Passionate about painting, King Philip IV was the largest art collector of his time, and the greatest servant of this passion was Velazquez. Although he left a legacy of little more than one hundred canvasses, Velazquez exerted an enormous influence on other painters through the twentieth century, including such great masters as Manet, Picasso, and Francis Bacon. In 1990, filmmaker Didier Baussy-Oulianoff was given special access to film 79 Velazquez paintings at the Prado in Madrid, Spain, creating a portrait of the artist to reveal his character from his early artistic youth to the works for the royal family and its entourage destined for the walls of the Spanish palace.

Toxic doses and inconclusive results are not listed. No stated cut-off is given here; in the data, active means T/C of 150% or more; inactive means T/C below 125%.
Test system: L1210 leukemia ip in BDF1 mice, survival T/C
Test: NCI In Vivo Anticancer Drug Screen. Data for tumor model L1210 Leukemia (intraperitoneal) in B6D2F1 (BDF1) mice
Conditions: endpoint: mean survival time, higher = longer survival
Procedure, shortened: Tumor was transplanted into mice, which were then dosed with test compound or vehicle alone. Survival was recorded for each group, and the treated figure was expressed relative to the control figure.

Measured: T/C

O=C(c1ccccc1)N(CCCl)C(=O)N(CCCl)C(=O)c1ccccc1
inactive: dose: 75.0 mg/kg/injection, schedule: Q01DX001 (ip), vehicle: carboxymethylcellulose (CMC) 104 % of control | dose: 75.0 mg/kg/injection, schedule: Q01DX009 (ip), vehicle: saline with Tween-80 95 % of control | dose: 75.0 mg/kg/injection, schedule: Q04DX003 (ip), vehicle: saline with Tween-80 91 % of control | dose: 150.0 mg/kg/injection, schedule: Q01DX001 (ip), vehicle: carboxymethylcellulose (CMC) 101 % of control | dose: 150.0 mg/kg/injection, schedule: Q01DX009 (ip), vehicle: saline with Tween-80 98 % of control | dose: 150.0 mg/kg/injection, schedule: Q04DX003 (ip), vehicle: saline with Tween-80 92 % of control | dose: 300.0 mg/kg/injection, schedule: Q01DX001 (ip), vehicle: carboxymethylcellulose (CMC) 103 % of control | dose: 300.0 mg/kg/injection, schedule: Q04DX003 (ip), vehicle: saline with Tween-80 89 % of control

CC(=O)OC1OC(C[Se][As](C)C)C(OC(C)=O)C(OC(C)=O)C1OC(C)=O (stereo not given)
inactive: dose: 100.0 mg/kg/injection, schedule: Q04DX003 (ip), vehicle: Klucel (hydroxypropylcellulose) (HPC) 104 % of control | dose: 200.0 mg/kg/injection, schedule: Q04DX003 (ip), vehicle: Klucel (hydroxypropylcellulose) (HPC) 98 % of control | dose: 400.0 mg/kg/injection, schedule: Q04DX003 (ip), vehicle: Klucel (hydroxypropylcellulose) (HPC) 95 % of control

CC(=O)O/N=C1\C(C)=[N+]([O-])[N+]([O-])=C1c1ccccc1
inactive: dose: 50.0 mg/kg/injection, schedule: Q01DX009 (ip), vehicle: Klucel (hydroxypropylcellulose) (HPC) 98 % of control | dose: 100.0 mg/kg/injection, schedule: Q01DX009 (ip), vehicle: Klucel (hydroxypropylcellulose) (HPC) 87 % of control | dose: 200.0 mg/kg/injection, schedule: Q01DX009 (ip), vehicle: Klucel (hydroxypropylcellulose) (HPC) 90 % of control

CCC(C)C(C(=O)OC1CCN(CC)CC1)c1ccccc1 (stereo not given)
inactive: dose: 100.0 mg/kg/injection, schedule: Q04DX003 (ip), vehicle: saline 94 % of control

Will Plunkett and Captain James Macleane, two men from different ends of the social spectrum in 18th-century England, enter a gentlemen's agreement: They decide to rid the aristocrats of their belongings.
A giant metal machine falls to Earth and frightens the residents of a small town in Maine in 1958, until it befriends a nine-year-old boy named Hogarth and ultimately finds its humanity by unselfishly saving people from their own fears and prejudices.
Have you watched Velasquez: The Painter of Painters yet? What did you think about it?